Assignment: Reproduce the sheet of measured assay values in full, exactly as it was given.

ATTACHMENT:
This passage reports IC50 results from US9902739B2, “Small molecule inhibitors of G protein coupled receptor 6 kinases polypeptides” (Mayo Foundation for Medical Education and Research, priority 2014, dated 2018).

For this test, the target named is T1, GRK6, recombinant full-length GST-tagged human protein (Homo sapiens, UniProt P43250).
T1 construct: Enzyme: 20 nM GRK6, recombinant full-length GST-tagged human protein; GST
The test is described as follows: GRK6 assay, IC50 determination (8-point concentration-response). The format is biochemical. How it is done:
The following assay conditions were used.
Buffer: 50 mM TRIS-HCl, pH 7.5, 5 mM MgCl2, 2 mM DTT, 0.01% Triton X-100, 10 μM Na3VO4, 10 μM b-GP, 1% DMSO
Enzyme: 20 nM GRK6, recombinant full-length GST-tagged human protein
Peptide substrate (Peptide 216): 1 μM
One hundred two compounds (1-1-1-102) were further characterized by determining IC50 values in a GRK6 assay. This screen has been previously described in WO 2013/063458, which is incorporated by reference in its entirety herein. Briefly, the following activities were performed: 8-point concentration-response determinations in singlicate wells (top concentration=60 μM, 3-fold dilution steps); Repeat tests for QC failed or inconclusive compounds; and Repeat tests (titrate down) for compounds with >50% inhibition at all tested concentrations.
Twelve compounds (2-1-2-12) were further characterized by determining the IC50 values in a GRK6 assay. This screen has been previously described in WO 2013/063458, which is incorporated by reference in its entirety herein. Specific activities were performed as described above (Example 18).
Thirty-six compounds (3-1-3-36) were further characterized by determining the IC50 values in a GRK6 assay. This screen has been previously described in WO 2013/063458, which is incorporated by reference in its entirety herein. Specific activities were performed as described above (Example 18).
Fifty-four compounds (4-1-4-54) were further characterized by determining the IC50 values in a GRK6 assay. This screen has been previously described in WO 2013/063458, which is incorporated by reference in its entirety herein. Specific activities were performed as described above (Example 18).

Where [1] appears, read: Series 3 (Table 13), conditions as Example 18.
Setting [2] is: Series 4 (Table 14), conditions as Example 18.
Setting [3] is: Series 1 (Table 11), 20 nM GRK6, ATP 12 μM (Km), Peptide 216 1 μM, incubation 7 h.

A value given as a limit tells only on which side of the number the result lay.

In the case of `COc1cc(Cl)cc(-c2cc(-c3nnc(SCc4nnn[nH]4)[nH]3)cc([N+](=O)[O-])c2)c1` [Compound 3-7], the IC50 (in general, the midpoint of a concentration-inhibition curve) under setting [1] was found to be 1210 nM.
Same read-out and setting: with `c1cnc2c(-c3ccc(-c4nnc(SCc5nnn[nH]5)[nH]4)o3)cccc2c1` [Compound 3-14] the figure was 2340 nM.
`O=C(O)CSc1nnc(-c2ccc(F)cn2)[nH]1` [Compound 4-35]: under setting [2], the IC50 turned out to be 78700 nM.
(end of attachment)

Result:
This passage reports IC50 results from US9902739B2, “Small molecule inhibitors of G protein coupled receptor 6 kinases polypeptides” (Mayo Foundation for Medical Education and Research, priority 2014, dated 2018).

For this test, the target named is T1, GRK6, recombinant full-length GST-tagged human protein (Homo sapiens, UniProt P43250).
T1 construct: Enzyme: 20 nM GRK6, recombinant full-length GST-tagged human protein; GST
The test is described as follows: GRK6 assay, IC50 determination (8-point concentration-response). The format is biochemical. How it is done:
The following assay conditions were used.
Buffer: 50 mM TRIS-HCl, pH 7.5, 5 mM MgCl2, 2 mM DTT, 0.01% Triton X-100, 10 μM Na3VO4, 10 μM b-GP, 1% DMSO
Enzyme: 20 nM GRK6, recombinant full-length GST-tagged human protein
Peptide substrate (Peptide 216): 1 μM
One hundred two compounds (1-1-1-102) were further characterized by determining IC50 values in a GRK6 assay. This screen has been previously described in WO 2013/063458, which is incorporated by reference in its entirety herein. Briefly, the following activities were performed: 8-point concentration-response determinations in singlicate wells (top concentration=60 μM, 3-fold dilution steps); Repeat tests for QC failed or inconclusive compounds; and Repeat tests (titrate down) for compounds with >50% inhibition at all tested concentrations.
Twelve compounds (2-1-2-12) were further characterized by determining the IC50 values in a GRK6 assay. This screen has been previously described in WO 2013/063458, which is incorporated by reference in its entirety herein. Specific activities were performed as described above (Example 18).
Thirty-six compounds (3-1-3-36) were further characterized by determining the IC50 values in a GRK6 assay. This screen has been previously described in WO 2013/063458, which is incorporated by reference in its entirety herein. Specific activities were performed as described above (Example 18).
Fifty-four compounds (4-1-4-54) were further characterized by determining the IC50 values in a GRK6 assay. This screen has been previously described in WO 2013/063458, which is incorporated by reference in its entirety herein. Specific activities were performed as described above (Example 18).

Where [1] appears, read: Series 3 (Table 13), conditions as Example 18.
Setting [2] is: Series 4 (Table 14), conditions as Example 18.
Setting [3] is: Series 1 (Table 11), 20 nM GRK6, ATP 12 μM (Km), Peptide 216 1 μM, incubation 7 h.

A value given as a limit tells only on which side of the number the result lay.

In the case of `COc1cc(Cl)cc(-c2cc(-c3nnc(SCc4nnn[nH]4)[nH]3)cc([N+](=O)[O-])c2)c1` [Compound 3-7], the IC50 (in general, the midpoint of a concentration-inhibition curve) under setting [1] was found to be 1210 nM.
Same read-out and setting: with `c1cnc2c(-c3ccc(-c4nnc(SCc5nnn[nH]5)[nH]4)o3)cccc2c1` [Compound 3-14] the figure was 2340 nM.
`O=C(O)CSc1nnc(-c2ccc(F)cn2)[nH]1` [Compound 4-35]: under setting [2], the IC50 turned out to be 78700 nM.